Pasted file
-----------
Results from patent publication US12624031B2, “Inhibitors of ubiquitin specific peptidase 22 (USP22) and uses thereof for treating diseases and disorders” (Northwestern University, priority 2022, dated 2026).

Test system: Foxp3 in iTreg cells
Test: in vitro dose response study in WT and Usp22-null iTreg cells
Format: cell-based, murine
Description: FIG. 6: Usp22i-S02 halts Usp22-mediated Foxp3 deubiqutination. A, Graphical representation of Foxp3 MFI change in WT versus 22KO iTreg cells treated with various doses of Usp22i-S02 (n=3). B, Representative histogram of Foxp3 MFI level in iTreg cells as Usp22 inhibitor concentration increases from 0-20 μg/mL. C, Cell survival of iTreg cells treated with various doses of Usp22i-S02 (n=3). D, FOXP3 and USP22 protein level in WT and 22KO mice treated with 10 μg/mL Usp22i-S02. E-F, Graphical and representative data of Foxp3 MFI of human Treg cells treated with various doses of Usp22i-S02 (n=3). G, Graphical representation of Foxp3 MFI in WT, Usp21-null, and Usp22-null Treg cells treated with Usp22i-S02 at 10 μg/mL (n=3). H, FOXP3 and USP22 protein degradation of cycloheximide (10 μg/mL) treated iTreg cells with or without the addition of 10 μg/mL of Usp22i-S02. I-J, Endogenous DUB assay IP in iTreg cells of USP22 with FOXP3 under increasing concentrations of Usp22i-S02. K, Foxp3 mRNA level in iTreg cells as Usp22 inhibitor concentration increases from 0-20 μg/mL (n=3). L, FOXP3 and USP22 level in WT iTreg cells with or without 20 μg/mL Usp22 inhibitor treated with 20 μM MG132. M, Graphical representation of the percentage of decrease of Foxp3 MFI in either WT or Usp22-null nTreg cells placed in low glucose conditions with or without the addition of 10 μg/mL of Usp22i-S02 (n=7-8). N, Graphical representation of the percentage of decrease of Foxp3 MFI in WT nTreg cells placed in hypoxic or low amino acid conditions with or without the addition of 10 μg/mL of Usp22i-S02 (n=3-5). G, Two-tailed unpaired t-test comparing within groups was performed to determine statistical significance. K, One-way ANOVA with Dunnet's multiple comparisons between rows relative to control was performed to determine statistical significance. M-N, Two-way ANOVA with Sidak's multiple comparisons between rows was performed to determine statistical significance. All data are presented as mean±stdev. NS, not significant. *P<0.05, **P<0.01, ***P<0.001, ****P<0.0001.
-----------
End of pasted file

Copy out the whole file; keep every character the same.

Results from patent publication US12624031B2, “Inhibitors of ubiquitin specific peptidase 22 (USP22) and uses thereof for treating diseases and disorders” (Northwestern University, priority 2022, dated 2026).

Test system: Foxp3 in iTreg cells
Test: in vitro dose response study in WT and Usp22-null iTreg cells
Format: cell-based, murine
Description: FIG. 6: Usp22i-S02 halts Usp22-mediated Foxp3 deubiqutination. A, Graphical representation of Foxp3 MFI change in WT versus 22KO iTreg cells treated with various doses of Usp22i-S02 (n=3). B, Representative histogram of Foxp3 MFI level in iTreg cells as Usp22 inhibitor concentration increases from 0-20 μg/mL. C, Cell survival of iTreg cells treated with various doses of Usp22i-S02 (n=3). D, FOXP3 and USP22 protein level in WT and 22KO mice treated with 10 μg/mL Usp22i-S02. E-F, Graphical and representative data of Foxp3 MFI of human Treg cells treated with various doses of Usp22i-S02 (n=3). G, Graphical representation of Foxp3 MFI in WT, Usp21-null, and Usp22-null Treg cells treated with Usp22i-S02 at 10 μg/mL (n=3). H, FOXP3 and USP22 protein degradation of cycloheximide (10 μg/mL) treated iTreg cells with or without the addition of 10 μg/mL of Usp22i-S02. I-J, Endogenous DUB assay IP in iTreg cells of USP22 with FOXP3 under increasing concentrations of Usp22i-S02. K, Foxp3 mRNA level in iTreg cells as Usp22 inhibitor concentration increases from 0-20 μg/mL (n=3). L, FOXP3 and USP22 level in WT iTreg cells with or without 20 μg/mL Usp22 inhibitor treated with 20 μM MG132. M, Graphical representation of the percentage of decrease of Foxp3 MFI in either WT or Usp22-null nTreg cells placed in low glucose conditions with or without the addition of 10 μg/mL of Usp22i-S02 (n=7-8). N, Graphical representation of the percentage of decrease of Foxp3 MFI in WT nTreg cells placed in hypoxic or low amino acid conditions with or without the addition of 10 μg/mL of Usp22i-S02 (n=3-5). G, Two-tailed unpaired t-test comparing within groups was performed to determine statistical significance. K, One-way ANOVA with Dunnet's multiple comparisons between rows relative to control was performed to determine statistical significance. M-N, Two-way ANOVA with Sidak's multiple comparisons between rows was performed to determine statistical significance. All data are presented as mean±stdev. NS, not significant. *P<0.05, **P<0.01, ***P<0.001, ****P<0.0001.